Hear my prayer, O Lord, and give ear to my cry; hold not your peace at my tears! For I am a sojourner with you, a guest, like all my fathers. – Psalm 39:12
I recently had the chance to visit the beautiful Central American country of Costa Rica. This framed picture, situated directly above the toilet, was a fixture in the bathroom of our hotel room. What this lovely, effusive phrase is saying, in the exquisitely polite, endearingly indirect, Costa Rican way, is to deposit all toilet paper in the trash can after use, rather than flushing it down the toilet.
Yes, it was a reminder that Costa Rica is a developing country. Their sewer systems cannot handle toilet paper. So, in a bathroom that featured granite and marble surfaces, boutique shampoos and soaps, and modern fixtures, the toilet paper was deposited in the wastebasket, instead of the toilet.
It was a good reminder that I was a guest, a sojourner in the country. I was there to look around and learn as much as I could about the local food, culture, flora, and fauna as possible in one week.
As I mentioned in an earlier post, I did not run while in Costa Rica. The two running choices were the hot, sun-blasted beach (the temperature never went below 80 degrees Fahrenheit, even at night) or the road with no shoulder and aggressive drivers.
In Costa Rica, there are separate police forces to deal with traffic, crime, customs, etc. The traffic police were nowhere in evidence and traveling on the roads was like something out of the wild, wild west – every man for himself. The driving situation did not engender confidence in my ability to negotiate a run without incident. I decided to forego running until I returned to Pennsylvania.
When I got home, though, my subsequent (pain-free, yay!) runs gave me the opportunity to think about the concept of being a tourist.
A baby has a way of examining every situation that is completely forthright and entirely without guile. A baby will look around, wobbling his too-big head on top of his neck, directing his gaze at everything that catches his interest.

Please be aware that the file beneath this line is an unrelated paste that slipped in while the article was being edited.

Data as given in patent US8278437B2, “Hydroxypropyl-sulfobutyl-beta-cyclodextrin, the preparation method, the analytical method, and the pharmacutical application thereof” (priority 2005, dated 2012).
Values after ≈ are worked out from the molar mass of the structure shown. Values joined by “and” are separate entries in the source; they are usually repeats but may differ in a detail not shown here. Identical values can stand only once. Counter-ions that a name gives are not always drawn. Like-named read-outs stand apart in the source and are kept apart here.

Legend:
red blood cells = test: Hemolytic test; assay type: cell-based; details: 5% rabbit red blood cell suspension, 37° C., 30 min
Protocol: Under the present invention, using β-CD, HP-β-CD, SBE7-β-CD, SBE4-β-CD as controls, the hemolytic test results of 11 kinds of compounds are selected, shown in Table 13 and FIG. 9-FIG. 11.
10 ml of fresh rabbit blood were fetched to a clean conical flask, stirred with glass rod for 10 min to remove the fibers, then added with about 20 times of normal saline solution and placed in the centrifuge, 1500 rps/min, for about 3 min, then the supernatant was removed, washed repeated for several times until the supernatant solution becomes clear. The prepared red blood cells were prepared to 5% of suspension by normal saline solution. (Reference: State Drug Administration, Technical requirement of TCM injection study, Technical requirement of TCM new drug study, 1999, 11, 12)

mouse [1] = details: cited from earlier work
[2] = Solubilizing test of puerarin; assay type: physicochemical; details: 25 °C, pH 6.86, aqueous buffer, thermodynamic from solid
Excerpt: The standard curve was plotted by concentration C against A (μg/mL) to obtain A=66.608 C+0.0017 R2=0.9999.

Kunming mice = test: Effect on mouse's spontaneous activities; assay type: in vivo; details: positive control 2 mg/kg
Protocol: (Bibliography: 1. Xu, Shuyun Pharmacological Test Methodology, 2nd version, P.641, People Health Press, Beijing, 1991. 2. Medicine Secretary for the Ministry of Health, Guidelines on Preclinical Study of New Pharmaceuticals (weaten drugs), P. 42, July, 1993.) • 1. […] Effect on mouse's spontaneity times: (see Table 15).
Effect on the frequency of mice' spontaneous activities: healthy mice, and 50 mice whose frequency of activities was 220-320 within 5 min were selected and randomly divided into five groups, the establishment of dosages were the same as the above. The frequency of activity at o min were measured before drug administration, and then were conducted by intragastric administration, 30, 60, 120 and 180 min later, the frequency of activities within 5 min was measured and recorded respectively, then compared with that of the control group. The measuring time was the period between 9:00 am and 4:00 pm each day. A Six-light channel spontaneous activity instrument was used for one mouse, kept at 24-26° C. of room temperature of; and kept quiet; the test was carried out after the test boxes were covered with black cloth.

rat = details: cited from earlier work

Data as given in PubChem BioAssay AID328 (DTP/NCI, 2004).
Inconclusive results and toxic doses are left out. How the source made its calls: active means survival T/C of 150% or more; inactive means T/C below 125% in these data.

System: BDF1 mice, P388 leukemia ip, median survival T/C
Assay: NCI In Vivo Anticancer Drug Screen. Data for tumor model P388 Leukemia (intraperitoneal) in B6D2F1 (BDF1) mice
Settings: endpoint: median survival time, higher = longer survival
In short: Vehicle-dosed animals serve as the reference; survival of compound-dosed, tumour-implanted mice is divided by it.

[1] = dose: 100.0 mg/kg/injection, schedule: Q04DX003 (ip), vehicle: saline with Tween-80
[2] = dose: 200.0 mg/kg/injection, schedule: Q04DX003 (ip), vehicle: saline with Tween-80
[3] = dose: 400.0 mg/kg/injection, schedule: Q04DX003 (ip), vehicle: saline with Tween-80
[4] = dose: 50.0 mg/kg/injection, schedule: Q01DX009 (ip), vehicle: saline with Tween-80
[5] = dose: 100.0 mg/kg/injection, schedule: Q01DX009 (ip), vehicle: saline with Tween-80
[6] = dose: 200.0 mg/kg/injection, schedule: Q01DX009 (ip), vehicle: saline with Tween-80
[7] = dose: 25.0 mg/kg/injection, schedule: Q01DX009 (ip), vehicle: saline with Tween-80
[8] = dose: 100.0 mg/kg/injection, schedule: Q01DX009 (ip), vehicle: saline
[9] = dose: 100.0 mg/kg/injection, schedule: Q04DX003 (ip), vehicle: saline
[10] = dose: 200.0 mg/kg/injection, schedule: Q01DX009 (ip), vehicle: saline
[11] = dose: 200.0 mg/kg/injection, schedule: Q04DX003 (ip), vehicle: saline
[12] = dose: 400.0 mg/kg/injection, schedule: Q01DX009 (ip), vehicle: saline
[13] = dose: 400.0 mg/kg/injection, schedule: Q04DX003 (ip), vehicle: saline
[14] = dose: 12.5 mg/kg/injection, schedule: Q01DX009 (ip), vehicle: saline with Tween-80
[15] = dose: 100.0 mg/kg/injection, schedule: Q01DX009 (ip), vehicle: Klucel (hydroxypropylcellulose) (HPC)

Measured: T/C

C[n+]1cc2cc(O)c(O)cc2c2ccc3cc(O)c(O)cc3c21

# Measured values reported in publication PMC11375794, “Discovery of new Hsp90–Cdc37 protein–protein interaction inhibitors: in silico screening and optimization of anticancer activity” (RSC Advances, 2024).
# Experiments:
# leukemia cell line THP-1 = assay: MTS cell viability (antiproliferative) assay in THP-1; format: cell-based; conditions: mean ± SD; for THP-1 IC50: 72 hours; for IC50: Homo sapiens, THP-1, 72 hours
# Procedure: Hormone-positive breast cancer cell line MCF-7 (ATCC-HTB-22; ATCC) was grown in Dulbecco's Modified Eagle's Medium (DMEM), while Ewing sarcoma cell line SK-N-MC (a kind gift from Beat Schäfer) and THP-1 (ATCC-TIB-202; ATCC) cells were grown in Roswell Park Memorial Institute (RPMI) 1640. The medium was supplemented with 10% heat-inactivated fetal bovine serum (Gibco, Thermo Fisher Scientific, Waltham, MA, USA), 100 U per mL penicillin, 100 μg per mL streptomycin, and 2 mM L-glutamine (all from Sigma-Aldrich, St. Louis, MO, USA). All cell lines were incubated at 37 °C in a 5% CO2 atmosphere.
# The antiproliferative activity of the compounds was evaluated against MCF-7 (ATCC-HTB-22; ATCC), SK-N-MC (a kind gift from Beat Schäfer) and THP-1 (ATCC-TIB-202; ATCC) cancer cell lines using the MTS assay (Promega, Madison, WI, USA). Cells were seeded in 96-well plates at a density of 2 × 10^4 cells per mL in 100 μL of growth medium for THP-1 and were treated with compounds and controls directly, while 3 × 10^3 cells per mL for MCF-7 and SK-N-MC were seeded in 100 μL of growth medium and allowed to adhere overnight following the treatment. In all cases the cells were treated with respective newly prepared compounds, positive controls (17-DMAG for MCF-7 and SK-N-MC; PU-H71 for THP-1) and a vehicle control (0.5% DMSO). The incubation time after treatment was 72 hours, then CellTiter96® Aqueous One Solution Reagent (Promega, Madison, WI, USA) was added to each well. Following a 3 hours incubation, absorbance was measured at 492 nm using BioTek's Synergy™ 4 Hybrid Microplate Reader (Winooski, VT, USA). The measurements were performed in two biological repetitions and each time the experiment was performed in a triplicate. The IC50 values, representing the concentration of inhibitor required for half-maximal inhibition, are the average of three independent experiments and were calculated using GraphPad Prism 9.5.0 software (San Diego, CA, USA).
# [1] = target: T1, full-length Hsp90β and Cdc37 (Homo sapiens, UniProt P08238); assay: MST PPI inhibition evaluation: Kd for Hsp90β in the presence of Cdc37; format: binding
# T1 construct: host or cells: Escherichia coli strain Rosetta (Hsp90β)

He has the air of someone who is intent on learning the lay of the land, touching everything he can get his hands on and looking at objects with curiosity and intent.
It is almost as though he knows he is going to be here for a while, so he may as well make himself at home. We live the first years of our lives acquiring knowledge, soaking it all in, figuring out how things work, and mastering the skills needed to live in this world. Babies are the ultimate tourists.
The word “tourist” carries with it the connotation of naivete, of someone who is somewhat unaware, a guest, rather than a resident. We may shun the label of “tourist” and the lack of sophistication that label suggests. I believe, however, the refreshing spirit of humility and curiosity implied by the term should be cherished and protected. We are, all of us, “sojourners in a foreign land“.
At some point along the way, as we grow up, we become comfortable. We know our way around and act like we own the place. The spirit of inquiry gradually diminishes. Somehow, we make the transition from tourists to squatters. We take on an air of completely unwarranted hubris.